- By Matt Hayes
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One interesting and perhaps anomalous pattern occurred on 15 June of 2017. A male fawn that was captured as a newborn during summer 2016, and that we were able to recapture and put a GPS collar on in the spring of 2017, departed what appeared to be his summer range just north of Pine Mountain in the southeastern portion of the study area. In just 2 short days, this 1-year old male moved north, crossed I-80 between Rock Springs and Green River, and is currently residing north of Pilot Butte, west of Rock Springs.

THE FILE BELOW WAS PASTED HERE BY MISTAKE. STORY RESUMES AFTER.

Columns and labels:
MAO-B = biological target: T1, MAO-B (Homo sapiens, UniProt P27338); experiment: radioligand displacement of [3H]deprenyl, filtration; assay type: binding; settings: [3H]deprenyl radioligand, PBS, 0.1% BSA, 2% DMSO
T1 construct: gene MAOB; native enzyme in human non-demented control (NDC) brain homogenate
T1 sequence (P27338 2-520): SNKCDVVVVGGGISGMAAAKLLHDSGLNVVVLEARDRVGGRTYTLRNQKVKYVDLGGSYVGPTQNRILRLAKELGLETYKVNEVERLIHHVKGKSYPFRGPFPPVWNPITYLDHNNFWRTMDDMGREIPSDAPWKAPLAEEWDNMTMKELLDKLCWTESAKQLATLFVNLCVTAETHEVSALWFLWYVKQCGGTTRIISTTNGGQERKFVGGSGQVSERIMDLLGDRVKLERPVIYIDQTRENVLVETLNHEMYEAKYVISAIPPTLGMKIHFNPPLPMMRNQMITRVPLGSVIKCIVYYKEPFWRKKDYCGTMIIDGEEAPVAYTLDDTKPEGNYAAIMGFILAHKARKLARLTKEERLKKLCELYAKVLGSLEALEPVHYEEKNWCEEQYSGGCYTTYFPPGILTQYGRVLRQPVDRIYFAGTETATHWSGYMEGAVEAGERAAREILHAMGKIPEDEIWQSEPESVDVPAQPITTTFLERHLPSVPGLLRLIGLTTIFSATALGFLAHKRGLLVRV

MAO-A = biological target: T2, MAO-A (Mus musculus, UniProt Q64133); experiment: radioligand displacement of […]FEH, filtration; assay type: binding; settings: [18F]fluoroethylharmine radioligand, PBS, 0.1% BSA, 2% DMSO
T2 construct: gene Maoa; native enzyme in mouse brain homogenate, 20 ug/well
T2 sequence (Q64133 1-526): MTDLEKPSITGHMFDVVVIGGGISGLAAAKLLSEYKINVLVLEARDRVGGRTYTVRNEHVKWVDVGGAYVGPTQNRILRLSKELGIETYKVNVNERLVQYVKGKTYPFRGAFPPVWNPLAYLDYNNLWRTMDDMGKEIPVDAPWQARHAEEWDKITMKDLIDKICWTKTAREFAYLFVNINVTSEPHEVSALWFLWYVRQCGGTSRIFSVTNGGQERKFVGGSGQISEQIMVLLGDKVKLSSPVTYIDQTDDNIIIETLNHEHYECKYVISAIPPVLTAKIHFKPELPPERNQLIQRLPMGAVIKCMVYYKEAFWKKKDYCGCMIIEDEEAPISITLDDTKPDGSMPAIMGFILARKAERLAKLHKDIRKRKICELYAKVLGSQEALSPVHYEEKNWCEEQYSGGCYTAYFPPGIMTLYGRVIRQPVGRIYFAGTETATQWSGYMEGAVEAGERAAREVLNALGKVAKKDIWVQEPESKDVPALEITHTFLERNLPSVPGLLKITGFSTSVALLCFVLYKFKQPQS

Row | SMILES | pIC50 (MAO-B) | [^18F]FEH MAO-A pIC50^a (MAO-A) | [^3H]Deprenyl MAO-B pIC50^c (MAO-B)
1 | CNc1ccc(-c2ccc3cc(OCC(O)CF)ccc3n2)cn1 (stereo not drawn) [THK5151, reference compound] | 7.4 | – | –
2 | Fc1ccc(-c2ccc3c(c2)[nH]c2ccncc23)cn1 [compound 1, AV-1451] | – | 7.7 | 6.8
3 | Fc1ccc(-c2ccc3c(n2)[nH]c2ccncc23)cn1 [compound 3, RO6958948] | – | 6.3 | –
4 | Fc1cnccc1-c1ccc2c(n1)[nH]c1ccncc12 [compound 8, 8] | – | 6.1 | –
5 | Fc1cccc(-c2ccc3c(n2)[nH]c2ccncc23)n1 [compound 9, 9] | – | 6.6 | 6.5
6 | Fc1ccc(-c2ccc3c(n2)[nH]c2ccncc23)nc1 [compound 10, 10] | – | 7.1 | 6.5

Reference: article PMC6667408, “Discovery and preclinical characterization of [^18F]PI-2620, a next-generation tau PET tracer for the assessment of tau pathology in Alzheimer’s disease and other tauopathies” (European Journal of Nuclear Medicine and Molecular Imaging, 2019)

The timing and decision to “migrate” in the middle of summer is a bit abnormal, and the location of his movement likely is more reflective of a dispersal event where he is establishing a new summer range. It begs the question if he will return, or perhaps establish a new winter range this autumn. Time will tell if this young male retains some of what he learned during his upbringing, or if he simply has adopted an entirely new movement strategy. It is possible that this could be an important link in determining why buck:doe ratios have remained stagnant in the face of extremely limited harvest. Are young males dispersing to try and find better ranges to occupy? Is this a common occurrence? Hopefully we’ll be able to answer these questions at the conclusion of our work.